No ; Allergy bracelet should be red You could ask students the following question. Why do you think they use red to indicate allergies? Answer It is important to be immediately aware of allergies because it could be lifethreatening to give patients medications which they are allergic to. You could check the pronunciation and stress on the following words. Encourage them to try to remember as much as possible from the dialogue, rather than simply reading it aloud.
Extension activity: Role-play Students could repeat the conversation without the script. You could ask them to include friendly body language, e. Students swap roles and use the ID bracelet on page 89 and patient 2 information on page Share your knowledge Students discuss the questions in small groups and then share their ideas with the whole class.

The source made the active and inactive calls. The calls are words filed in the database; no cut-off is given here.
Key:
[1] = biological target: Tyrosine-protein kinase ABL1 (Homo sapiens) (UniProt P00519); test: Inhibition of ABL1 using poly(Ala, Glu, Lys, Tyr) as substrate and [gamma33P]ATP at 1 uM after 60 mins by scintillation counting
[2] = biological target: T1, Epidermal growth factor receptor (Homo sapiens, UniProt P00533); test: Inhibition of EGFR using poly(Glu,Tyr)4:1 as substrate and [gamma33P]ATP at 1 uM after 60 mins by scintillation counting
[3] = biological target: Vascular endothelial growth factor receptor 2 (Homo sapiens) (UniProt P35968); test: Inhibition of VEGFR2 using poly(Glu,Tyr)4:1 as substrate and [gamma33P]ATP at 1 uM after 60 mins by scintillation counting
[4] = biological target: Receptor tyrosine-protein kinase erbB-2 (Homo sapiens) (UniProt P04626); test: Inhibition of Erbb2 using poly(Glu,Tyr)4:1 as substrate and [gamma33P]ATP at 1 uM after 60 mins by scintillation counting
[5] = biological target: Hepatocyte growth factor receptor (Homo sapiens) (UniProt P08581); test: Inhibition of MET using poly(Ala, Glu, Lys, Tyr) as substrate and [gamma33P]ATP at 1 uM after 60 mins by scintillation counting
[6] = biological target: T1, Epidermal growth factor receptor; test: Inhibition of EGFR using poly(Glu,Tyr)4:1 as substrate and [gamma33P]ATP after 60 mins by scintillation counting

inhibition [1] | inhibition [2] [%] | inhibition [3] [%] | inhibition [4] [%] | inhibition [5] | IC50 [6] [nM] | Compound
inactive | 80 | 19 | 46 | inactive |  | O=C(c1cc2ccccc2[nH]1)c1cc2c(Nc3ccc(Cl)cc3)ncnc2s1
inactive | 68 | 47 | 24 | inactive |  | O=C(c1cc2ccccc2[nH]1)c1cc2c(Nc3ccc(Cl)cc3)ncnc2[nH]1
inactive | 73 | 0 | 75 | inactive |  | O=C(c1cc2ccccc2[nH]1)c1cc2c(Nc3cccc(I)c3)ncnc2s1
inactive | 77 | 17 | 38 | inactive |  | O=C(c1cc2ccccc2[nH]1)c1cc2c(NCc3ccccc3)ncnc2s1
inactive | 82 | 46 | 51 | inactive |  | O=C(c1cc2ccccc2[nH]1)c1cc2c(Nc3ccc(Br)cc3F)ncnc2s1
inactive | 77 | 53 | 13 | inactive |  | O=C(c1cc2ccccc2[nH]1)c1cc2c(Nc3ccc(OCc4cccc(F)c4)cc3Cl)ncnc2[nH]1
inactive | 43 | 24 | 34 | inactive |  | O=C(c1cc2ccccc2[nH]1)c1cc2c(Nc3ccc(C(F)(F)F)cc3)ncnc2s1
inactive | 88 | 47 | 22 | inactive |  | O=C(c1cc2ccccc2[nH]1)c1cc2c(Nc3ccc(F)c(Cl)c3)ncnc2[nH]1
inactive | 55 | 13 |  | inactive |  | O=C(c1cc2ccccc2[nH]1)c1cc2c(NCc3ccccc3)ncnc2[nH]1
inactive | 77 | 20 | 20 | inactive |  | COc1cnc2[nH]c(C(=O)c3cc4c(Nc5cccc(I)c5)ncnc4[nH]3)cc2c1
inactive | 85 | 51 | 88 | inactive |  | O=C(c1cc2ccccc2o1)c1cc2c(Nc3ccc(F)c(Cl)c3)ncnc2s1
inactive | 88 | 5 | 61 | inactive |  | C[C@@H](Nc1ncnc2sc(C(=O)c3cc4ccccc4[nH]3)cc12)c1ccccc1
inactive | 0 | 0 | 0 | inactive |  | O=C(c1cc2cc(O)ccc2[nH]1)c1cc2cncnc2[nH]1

The discussion should include the following items: Checking patient identity is important to avoid hospital errors, e. Extension activity: electronic ID bracelets Some countries are introducing electronic ID bracelets which have a barcode which can be read using a hand-held machine. Students discuss these questions in groups and then feed back to the class. What differences do you think will they make?
What are the advantages and disadvantages of electronic ID bracelets? Suggested No confusion possible between patients with the same surname; cuts down on the need to write information; barcode can be swiped any time patient details are needed.
Easier for administration, reporting and analysis of statistics, e. Danger of incorrect data being inputted as the barcode needs to be accompanied by written text. Extension activity: parts of the body 1 Put the students into two teams, A and B. Choose a part of the body in Exercise 3a and ask the first student in Team A to point to the position on the body, e.